10. PhysBang Valued Senior Member

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    Do you have an example of this? Or is it too much of science as ideology to ask you for evidence?
     
  11. Magical Realist Valued Senior Member

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    Yes! Well put! That's all I'm saying. Science prides itself in putting emotion and value aside in its acquisition of information and formulation of theories. Yet for some it has become an exceedingly emotional and value-filled experience, representing a vision of the human race conquering ignorance and solving problems towards achieving some utopian dream. I don't fault people for using science in this personal way. I myself find myself doing it too. But to be strictly scientific, this use of science IS scientism, and cannot be justified in scientific terms. We simply cannot logically derive moral conclusions based on mere information. If science is the salvation of mankind, it is only because we elevate it to be such.

    I agree. It's surely never a given what works "best" in a society. Science demonstrates many examples of this. We split the atom. A better society or a worse society? We invent pesticides. A better society or a worse society? Computers? Half of us are now obese, at risk for things like diabetes and heart disease. So it's always a matter of selective preference and personal values when it comes to HOW science is bettering society. The vision of science as a panacea for all problems seems laden with subjective moral assumptions and personal goals that are not found in science itself.

    I feel like this sort of devaluation of scientific data comes from having a world view in conflict with the one many base on science. Religion, as well as a sort anti-establishment mindset, where science is equated to a totalitarian rule of a "new world order", illustrated in novels such as 1984, Brave New World, Gattacca, and The Giver. Many people fear the authoritarian use that is made of science, using its data to achieve personal political and social agendas.
     
  12. Magical Realist Valued Senior Member

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    Well there's certainly no question that astronomy has provided us tons of information about outer space and the universe. But really now, how much does this information benefit the vast majority of human beings? Does knowing the sun is a star, or that there are black holes, or knowing the speed of light, really better my life in any tangible way? It's accurate information about a vast set of very far away things, things so far away they have little relevance to the problems of everyday life.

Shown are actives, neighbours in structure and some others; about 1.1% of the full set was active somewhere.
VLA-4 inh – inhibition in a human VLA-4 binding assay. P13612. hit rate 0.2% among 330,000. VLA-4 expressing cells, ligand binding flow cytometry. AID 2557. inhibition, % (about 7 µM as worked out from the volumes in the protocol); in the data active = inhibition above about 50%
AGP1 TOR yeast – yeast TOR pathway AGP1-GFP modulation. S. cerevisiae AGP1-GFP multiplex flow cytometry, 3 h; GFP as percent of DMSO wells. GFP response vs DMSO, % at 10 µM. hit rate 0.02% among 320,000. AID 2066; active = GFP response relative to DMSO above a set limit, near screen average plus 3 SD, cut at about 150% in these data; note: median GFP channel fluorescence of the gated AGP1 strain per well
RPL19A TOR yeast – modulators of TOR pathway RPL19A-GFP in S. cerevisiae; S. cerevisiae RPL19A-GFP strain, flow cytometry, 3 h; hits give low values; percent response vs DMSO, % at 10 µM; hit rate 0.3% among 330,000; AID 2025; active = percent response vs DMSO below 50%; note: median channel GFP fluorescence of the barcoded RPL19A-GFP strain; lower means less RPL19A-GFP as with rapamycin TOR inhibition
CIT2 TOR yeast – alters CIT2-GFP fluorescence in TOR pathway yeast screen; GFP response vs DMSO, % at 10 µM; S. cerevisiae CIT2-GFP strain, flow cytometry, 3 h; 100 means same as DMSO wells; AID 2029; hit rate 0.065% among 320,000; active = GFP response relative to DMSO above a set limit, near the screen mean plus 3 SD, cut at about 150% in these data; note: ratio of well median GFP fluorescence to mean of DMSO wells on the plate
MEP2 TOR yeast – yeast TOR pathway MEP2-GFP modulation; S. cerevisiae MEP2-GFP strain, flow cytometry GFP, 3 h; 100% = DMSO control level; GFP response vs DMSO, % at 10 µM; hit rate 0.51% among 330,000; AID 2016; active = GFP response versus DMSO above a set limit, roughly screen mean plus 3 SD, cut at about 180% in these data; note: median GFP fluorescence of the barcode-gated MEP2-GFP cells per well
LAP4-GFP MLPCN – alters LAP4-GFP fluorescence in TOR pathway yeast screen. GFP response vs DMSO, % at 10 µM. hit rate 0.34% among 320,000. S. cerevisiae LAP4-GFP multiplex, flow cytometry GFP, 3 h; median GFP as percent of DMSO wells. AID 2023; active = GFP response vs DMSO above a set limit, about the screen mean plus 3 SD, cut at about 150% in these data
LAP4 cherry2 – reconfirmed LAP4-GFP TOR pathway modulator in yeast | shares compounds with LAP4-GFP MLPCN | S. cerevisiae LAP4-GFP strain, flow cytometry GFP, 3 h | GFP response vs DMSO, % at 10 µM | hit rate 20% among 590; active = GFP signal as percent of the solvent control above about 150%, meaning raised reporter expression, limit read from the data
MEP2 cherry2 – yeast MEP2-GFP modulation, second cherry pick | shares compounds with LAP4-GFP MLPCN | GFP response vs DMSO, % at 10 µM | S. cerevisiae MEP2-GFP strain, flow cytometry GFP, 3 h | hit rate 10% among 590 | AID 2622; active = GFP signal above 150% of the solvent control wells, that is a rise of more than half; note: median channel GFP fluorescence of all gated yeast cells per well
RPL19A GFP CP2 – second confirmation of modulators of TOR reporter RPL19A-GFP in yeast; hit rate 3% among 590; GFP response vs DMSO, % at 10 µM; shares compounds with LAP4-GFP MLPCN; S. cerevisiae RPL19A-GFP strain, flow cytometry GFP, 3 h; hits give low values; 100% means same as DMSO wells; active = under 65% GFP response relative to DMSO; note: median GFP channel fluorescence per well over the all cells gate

You're saying acquiring all this abstract knowledge about how nature works is a value in itself? I don't see that. The vast majority of the facts I learned from science in school have zero relevance or application to my life. When have I ever needed to know the chemical composition of water, or its boiling point, or the 6 flavors of quarks? When has anyone ever had to use the scientific method to live life successfully? Why don't they teach us useful things in school, like how to fish, or how to survive in the woods, or how to buy a home?
     
  13. Magical Realist Valued Senior Member

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    Several examples can be found in this thread already. Here's one by Carl Sagan:

    "There is perhaps no better demonstration of the folly of human conceits than this distant image of our tiny world. To me, it underscores our responsibility to deal more kindly with one another and to preserve and cherish the pale blue dot, the only home we've ever known."

    Ofcourse I don't debate the validity of Sagan's moral conclusion. But it's certainly not something that is logically entailed by knowing we live on a pale blue dot. Another person might see our insignificance as an imperative to survive and compete with other humans for more success. Afterall 7 billion of us are crammed on this tiny blue dot. Limited resources and growing population suggest an every man for himself scenario. A dog eat dog world, since we are but flashes in the pan in terms of astronomical time.
     
  14. gmilam Valued Senior Member

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    No. Science is amoral. It is only a tool for acquiring knowledge. What we do with that knowledge is up to us.
     
  15. Seattle Valued Senior Member

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    If all that anyone was taught in school was how to buy a house no one would be able to buy a house. To be able to afford a house you need to be educated (in general).

    You wouldn't have a car, or a phone or a computer if someone didn't learn the things you say you have no need of.

    Most people need to be educated in a society in order for a few not to have to be.